Monday, June 24, 2013

Assault of thoughts 6/24/2013

"Words ought to be a little wild, for they are the assault of thoughts on the unthinking" - JMK

- 300 years of financial crises, 1620-1920

- More evidence on how historical censuses counted labor and whether it matters for our estimates of returns to scale in manufacturing

- Why should space exploration get more money than ocean exploration? Paltry as our post-Apollo exploration efforts has been (relative to what they ought to be - of course we've done some amazing stuff), ocean exploration is even worse and arguably ought to be much more substantial. (broader discussion at Nat Geo here).

- More Moynihan Report anniversary work out of the Urban Institute (if you're interested in this they had some stuff out earlier in the year too which you should be able to find discussed with the search function on this blog).

- And speaking of anniversary retrospectives, EPI has a report out on some of the unfinished work of Dr. King (we've also discussed this on here a lot before, particularly policy recommendations in his last book).


  1. Anyone have a link to an ungated version of Margo's paper (the returns to scale/labor one)?

  2. Point 1: Back in the early 1970's, having worked very hard at screwing space programs down to the point where their future funding would depend on "normal politics" rather than high flying aspirations, Richard Nixon was quite determined that similar mistakes would not be made with oceanography. It seemed reasonable to combine the government's ocean research and surveys and climate monitoring programs into one umbrella agency -- the National Oceanographic and Atmospheric Administration -- but he insisted that NOAA was NOT going to be a "wet NASA." So NOAA topped off at about a third of the NASA budget, and Presidents since have not found much reason to tinker with the figure.

    Point 2. Without much federal funding for manned undersea exploration and usage, attempts to build more ambitious habitants a la Sea Lab have pretty much tapered off. Paraphrasing the old NASA comment about "No bucks, no Bucks Rogers" we might add "No money, no Captain Nemo." We've got a fair number of people who enjoy aqualungs and spear fishing, to be true, and the technology keeps advanced to allow deeper, longer, and safer dives, but for most folks this is a sport -- no one dreams of building undersea cities any more.

    Point 3. All of this leaves usage of the oceans to commercial interests -- fishermen, oil companies, communication companies with undersea cables, and the like.
    (a) There are some efforts to utilize tide flows for energy generation off of coastal Europe; conditions don't seem right for doing this elsewhere -- apparently you need 40' tall waves with a couple hundred miles of reach. And of course BP and other companies drill into the seafloor for oil. Schemes for power generation from Ocean Thermal Gradients, studied back in the 1970's, never got off paper. Nor did ideas about building moorings for floating nuclear power plants thirty miles offshore (this is nicely covered in one of John McPhee's books).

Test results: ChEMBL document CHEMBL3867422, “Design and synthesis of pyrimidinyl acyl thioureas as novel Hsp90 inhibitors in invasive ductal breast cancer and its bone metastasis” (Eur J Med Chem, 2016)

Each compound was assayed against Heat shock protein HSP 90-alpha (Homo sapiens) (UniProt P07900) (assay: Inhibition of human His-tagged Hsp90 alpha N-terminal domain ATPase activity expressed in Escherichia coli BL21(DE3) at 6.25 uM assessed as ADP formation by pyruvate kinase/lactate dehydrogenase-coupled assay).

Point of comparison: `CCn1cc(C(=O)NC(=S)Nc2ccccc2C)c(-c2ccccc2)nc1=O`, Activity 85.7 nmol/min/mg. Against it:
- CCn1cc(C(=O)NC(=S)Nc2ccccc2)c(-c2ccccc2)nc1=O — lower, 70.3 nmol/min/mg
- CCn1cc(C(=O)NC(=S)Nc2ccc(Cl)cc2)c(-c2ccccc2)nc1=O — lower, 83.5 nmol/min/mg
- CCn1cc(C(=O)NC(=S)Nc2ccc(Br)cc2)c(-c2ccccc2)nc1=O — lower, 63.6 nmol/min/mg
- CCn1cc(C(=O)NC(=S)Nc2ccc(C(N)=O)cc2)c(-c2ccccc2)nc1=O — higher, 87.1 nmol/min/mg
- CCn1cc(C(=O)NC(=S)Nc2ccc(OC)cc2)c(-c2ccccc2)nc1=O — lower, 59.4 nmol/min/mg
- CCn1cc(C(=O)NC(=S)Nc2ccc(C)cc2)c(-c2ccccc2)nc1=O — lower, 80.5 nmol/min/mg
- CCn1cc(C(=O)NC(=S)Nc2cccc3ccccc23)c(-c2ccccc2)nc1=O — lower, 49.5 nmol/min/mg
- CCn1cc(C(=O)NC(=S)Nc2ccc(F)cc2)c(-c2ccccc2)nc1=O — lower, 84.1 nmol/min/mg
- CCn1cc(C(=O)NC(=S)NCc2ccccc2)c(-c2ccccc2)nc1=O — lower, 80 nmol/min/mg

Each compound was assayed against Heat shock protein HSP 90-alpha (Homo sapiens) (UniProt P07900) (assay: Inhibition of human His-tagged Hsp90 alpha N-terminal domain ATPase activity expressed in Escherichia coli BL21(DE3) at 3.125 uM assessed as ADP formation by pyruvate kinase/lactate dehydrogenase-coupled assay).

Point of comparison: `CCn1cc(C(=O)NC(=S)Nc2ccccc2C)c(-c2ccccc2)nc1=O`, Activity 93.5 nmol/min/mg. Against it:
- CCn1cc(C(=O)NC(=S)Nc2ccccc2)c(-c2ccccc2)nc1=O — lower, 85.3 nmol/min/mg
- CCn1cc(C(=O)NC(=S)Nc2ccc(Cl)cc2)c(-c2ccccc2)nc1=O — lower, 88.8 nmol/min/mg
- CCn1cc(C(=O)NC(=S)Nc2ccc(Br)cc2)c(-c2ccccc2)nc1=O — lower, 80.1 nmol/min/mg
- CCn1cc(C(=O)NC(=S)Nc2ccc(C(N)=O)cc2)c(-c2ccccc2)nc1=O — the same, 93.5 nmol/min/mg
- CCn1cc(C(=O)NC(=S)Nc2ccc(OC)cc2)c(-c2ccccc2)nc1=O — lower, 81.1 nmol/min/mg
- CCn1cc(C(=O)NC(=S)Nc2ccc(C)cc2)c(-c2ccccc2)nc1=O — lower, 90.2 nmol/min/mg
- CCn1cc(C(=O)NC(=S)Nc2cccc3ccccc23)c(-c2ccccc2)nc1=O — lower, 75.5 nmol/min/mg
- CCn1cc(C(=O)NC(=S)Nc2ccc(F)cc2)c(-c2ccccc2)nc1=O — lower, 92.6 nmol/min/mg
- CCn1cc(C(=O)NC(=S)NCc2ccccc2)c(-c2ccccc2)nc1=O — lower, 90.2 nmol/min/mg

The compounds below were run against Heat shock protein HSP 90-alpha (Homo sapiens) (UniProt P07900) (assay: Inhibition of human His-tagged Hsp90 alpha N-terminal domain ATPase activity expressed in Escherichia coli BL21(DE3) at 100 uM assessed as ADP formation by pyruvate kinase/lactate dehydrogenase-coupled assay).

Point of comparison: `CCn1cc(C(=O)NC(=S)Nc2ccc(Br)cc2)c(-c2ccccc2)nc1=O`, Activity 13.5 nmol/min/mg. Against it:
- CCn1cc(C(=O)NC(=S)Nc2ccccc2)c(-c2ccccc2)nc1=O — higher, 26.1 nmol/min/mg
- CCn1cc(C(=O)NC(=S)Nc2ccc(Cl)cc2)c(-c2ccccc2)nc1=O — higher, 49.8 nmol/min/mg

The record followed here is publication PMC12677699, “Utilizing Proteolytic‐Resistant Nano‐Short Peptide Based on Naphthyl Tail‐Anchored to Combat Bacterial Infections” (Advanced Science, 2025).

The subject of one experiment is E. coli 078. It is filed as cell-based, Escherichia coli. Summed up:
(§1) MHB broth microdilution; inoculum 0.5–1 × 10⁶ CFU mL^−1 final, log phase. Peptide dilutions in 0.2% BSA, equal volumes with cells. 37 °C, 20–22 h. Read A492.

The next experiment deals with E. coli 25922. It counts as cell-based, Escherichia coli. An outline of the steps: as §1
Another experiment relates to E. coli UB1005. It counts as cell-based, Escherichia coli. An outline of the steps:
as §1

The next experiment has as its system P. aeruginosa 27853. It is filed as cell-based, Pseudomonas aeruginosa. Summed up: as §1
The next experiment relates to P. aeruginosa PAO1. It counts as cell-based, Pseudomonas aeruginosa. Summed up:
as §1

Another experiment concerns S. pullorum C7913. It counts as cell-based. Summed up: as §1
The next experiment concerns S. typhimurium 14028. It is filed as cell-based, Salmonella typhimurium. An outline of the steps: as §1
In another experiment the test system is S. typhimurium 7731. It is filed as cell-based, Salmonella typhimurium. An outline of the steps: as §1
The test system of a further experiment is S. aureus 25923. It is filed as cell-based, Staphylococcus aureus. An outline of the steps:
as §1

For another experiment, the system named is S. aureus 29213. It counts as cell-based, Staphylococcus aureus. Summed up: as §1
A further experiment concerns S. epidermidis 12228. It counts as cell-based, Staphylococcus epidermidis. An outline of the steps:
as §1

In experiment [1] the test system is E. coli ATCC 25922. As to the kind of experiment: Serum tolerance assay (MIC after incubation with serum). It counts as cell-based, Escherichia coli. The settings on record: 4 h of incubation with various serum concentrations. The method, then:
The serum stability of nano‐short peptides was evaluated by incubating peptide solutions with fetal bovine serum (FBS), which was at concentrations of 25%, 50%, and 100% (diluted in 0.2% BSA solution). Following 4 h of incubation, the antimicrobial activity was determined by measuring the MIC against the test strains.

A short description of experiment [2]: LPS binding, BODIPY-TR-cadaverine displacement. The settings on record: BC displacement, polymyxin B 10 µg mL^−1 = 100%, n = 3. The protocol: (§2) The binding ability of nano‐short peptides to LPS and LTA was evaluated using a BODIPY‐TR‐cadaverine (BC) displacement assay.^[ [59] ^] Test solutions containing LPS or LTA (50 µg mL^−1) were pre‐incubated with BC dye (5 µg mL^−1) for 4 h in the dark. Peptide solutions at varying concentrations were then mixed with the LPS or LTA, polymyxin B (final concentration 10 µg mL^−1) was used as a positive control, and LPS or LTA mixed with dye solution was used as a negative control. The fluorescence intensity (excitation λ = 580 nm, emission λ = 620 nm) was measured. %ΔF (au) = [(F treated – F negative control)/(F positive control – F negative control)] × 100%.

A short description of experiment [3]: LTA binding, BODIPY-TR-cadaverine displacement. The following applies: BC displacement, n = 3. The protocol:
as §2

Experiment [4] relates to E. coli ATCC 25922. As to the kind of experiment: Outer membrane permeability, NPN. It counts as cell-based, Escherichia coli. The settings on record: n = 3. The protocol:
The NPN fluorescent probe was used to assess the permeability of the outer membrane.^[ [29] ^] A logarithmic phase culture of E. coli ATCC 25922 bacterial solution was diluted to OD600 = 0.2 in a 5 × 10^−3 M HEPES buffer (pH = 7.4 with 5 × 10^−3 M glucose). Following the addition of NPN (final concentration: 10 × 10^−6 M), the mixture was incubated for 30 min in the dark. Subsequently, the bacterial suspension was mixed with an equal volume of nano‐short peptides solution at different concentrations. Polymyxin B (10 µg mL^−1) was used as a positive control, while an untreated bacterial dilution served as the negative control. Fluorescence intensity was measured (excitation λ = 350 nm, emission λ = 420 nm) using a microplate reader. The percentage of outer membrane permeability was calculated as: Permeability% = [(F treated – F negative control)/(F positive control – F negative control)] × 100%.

(b) Notions of exploiting nodules of concentrated metals lying on the ocean floor have not led very far in the past 40 years -- not quite surprising, since the original ballyhooed attempt to mine the ocean riches was actually cover for a CIA plan to retrieve a Soviet submarine rather than an actual dredging program. There's a UN agency which is supposed to coordinate the various commercial firms which might want to hunt nodules and to collect much of the profit, if there is a profit -- remember The Law Of The Sea Treaty? But the last I checked, only two companies had actually registered with it, and only one of them had done any dredging.
    (c) Other than modules, the deep sea bottom looks pretty darned worthless for commercial use. There aren't many fish below the level of the continental shelves, and not much vegetation. Here and there are some hot water vents with exotic lifeforms, but there's no existing market for those strange weeds and worms, and they aren't common enough to justify commercial trapping or cropping.

    None of this, you might note, seems to require much beyond sporadic activity by live on-site humans. And the companies involved seem to have rather limited, or even parochial, interests. BP doesn't look for deed down magnesium modules, the various intelligence agencies tapping communication cables aren't running population counts on tunas and tortoises, etc. Nobody is much interested in how clean the waters are, or how healthy the stocks of various fish species might be, or what sorts of pollutants are accumulating, or what the effects of global warming might be, etc. Arguably this is short-sighted and someday we'll be regretful about it.

  3. Point 4. Libertarian space buffs are fond of arguing that all we need to settle and exploit the solar system is the free enterprise system. Without NASA and clueless federal bureaucrats and UN kleptomaniacs, American entrepreneurs would already be gathering Helium 3 from the lunar soils, and planting colonies across Mars and solving all our energy needs with solar power satellites. They just need freedom and no taxation and no lousy federal health plans and no interference from criminally stupid environmental regulators and global warming buts, and the heavens would be ours! Looking at what we do with the oceans is an interesting test of just how well leaving "exploration" up to industry works out.


All anonymous comments will be deleted. Consistent pseudonyms are fine.